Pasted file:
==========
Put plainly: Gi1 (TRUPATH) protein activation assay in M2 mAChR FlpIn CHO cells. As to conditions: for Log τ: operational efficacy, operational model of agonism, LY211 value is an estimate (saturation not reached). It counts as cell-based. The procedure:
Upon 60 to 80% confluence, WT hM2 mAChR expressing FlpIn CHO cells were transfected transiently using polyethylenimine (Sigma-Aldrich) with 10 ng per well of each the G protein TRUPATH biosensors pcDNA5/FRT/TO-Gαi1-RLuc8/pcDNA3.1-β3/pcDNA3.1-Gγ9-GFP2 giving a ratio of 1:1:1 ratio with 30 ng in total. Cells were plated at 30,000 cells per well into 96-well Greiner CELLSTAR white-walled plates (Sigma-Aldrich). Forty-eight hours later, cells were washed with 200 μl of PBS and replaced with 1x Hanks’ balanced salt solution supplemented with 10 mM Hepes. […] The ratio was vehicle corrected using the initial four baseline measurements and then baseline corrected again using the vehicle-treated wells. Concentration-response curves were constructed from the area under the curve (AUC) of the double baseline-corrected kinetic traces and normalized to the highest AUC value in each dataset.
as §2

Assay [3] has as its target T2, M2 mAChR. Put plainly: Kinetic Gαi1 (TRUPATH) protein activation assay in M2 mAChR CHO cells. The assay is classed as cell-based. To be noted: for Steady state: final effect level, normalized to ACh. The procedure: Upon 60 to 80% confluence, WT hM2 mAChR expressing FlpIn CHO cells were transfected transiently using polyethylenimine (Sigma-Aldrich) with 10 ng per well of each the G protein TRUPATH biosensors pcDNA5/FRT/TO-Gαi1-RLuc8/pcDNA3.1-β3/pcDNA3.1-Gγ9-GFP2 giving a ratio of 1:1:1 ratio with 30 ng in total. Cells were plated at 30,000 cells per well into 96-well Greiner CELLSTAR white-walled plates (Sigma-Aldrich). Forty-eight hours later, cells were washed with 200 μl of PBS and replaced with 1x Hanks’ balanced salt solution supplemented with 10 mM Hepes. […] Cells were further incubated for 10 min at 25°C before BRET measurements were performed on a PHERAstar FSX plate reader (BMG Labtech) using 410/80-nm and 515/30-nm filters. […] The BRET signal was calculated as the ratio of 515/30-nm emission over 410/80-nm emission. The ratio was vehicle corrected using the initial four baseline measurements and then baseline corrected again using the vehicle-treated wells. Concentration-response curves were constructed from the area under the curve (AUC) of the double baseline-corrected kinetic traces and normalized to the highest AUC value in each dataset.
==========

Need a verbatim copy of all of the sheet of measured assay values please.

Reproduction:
Put plainly: Gi1 (TRUPATH) protein activation assay in M2 mAChR FlpIn CHO cells. As to conditions: for Log τ: operational efficacy, operational model of agonism, LY211 value is an estimate (saturation not reached). It counts as cell-based. The procedure:
Upon 60 to 80% confluence, WT hM2 mAChR expressing FlpIn CHO cells were transfected transiently using polyethylenimine (Sigma-Aldrich) with 10 ng per well of each the G protein TRUPATH biosensors pcDNA5/FRT/TO-Gαi1-RLuc8/pcDNA3.1-β3/pcDNA3.1-Gγ9-GFP2 giving a ratio of 1:1:1 ratio with 30 ng in total. Cells were plated at 30,000 cells per well into 96-well Greiner CELLSTAR white-walled plates (Sigma-Aldrich). Forty-eight hours later, cells were washed with 200 μl of PBS and replaced with 1x Hanks’ balanced salt solution supplemented with 10 mM Hepes. […] The ratio was vehicle corrected using the initial four baseline measurements and then baseline corrected again using the vehicle-treated wells. Concentration-response curves were constructed from the area under the curve (AUC) of the double baseline-corrected kinetic traces and normalized to the highest AUC value in each dataset.
as §2

Assay [3] has as its target T2, M2 mAChR. Put plainly: Kinetic Gαi1 (TRUPATH) protein activation assay in M2 mAChR CHO cells. The assay is classed as cell-based. To be noted: for Steady state: final effect level, normalized to ACh. The procedure: Upon 60 to 80% confluence, WT hM2 mAChR expressing FlpIn CHO cells were transfected transiently using polyethylenimine (Sigma-Aldrich) with 10 ng per well of each the G protein TRUPATH biosensors pcDNA5/FRT/TO-Gαi1-RLuc8/pcDNA3.1-β3/pcDNA3.1-Gγ9-GFP2 giving a ratio of 1:1:1 ratio with 30 ng in total. Cells were plated at 30,000 cells per well into 96-well Greiner CELLSTAR white-walled plates (Sigma-Aldrich). Forty-eight hours later, cells were washed with 200 μl of PBS and replaced with 1x Hanks’ balanced salt solution supplemented with 10 mM Hepes. […] Cells were further incubated for 10 min at 25°C before BRET measurements were performed on a PHERAstar FSX plate reader (BMG Labtech) using 410/80-nm and 515/30-nm filters. […] The BRET signal was calculated as the ratio of 515/30-nm emission over 410/80-nm emission. The ratio was vehicle corrected using the initial four baseline measurements and then baseline corrected again using the vehicle-treated wells. Concentration-response curves were constructed from the area under the curve (AUC) of the double baseline-corrected kinetic traces and normalized to the highest AUC value in each dataset.